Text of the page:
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Cannabis sativa

   (Family: Cannabaceae)
   
Afrikaans: Dagga English: Marijuana Xhosa: umya  EDIT
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Plant Type: EDIT  Shrub
Height: 4m
Special properties:
  Has Medicinal Uses
Rarity Status:
Common
   
Preferred position:
Full Sun
 
Flowering time EDIT
                       
Jan Feb Mar Apr May Jun Jul Aug Sep Oct Nov Dec
Flower colours
 
Cream
 
Yellow
 
Green
 
  Flower info
  Male and female flowers are borne on different plants. Both are greenish-yellow and inconspicuous.
 
 
Leaf shape EDIT
Leaf margin
Leaf arrangement
Leaf texture Hairy
 
 
Leaf size 0150mm
  Leaf info EDIT
  Evergreen
  The somewhat drooping leaves are divided into several (3-11) leaflets, all radiating from the same point. Each leaflet is up to 150mm long, pale green, minutely hairy, with distinctly toothed margins. Leaves alternate and palmately compound.
 
 
 
  Seed size Length: 4mm   Width: 4mm
  Seed info EDIT
  Seeds are spotted, 4 mm in diameter, smooth with netted veins.
 
 
Description EDIT
Dagga is a native of Asia but is now cultivated in many countries and is naturalized in southern Africa.

This well-known narcotic plant is an erect annual herb of up to 4m in height.
Growing EDIT
Distribution EDIT
Widely distributed in South Africa. Cultivation is illegal but the plant commonly grows as a weed along roadsides and in gardens and abandoned fields.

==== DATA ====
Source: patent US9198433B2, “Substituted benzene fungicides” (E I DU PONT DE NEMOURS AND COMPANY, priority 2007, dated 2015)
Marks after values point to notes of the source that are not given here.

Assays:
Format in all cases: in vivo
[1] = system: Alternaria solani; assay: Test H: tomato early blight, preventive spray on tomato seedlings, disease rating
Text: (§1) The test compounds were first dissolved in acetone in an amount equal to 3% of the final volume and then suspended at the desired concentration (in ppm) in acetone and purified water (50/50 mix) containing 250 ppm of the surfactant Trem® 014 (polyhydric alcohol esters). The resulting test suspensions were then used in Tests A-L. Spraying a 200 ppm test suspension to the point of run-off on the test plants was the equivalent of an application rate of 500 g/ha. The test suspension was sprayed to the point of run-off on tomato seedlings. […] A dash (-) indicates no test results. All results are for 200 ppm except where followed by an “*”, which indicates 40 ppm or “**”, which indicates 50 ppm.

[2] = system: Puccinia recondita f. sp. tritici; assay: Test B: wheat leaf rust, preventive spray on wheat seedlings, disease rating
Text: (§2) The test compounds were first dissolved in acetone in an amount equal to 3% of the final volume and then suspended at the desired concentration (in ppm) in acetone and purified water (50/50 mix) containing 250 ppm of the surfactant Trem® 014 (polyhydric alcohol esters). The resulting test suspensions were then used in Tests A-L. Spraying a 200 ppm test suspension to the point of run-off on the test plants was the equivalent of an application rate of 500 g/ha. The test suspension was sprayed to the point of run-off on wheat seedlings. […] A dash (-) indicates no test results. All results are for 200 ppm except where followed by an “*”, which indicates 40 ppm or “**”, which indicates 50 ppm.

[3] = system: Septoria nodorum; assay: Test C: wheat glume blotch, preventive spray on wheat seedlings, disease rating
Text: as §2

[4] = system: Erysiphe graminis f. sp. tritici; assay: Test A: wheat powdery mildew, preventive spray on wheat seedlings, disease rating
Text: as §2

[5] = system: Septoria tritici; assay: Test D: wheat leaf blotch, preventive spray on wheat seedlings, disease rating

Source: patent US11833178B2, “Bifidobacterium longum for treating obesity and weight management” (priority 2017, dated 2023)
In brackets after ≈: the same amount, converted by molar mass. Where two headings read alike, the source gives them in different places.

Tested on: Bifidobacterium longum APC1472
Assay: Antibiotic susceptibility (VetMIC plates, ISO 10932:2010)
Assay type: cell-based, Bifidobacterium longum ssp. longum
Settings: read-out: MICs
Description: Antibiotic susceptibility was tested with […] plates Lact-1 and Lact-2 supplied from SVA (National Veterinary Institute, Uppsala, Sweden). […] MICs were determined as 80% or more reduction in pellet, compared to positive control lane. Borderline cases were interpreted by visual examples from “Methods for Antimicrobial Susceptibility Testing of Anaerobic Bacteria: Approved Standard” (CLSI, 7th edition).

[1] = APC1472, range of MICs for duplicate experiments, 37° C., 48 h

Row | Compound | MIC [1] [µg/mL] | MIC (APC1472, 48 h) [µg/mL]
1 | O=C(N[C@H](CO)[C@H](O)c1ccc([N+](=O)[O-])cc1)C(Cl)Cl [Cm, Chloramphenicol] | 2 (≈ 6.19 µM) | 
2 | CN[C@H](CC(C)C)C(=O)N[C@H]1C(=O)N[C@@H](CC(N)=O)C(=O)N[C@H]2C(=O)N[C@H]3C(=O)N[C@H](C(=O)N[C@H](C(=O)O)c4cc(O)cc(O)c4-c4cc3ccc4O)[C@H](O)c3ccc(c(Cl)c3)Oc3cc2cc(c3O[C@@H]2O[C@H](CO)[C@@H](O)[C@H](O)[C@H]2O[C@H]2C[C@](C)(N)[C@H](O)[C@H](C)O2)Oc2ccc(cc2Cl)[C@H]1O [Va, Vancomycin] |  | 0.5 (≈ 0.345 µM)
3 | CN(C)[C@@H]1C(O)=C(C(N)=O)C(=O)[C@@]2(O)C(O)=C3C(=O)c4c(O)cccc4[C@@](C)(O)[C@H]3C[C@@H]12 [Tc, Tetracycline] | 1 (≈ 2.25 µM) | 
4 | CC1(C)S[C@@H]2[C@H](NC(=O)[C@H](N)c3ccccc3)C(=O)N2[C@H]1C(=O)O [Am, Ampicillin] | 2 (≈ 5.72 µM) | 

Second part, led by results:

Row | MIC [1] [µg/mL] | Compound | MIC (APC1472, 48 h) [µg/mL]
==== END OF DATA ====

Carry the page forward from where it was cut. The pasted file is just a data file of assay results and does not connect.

History EDIT
In South Africa, the plant was an early treatment for snake bite, malaria and blood poisoning. Cannabis was still included in the 1949 British Pharmaceutical Codex and tinctures and extracts have been used to a limited extent.
Uses EDIT
It is used in the treatment of glaucoma, to alleviate the nausea caused by chemotherapy and to stimulate appetite and a sense of well-being in AIDS patients.
It is also used in the treatment of asthma, depression and numerous other conditions.

The female flowering tops and associated leaves are smoked.
The dried resin produced by glands (mainly on the flowers of the female plant) is known as "hashish". This product can be smoked or eaten and has the most powerful effect.
Ecology EDIT
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References

 
  • Ben-Erik van Wyk, (2005), Medicinal Plants of South Africa ,Briza Publications  
 
 

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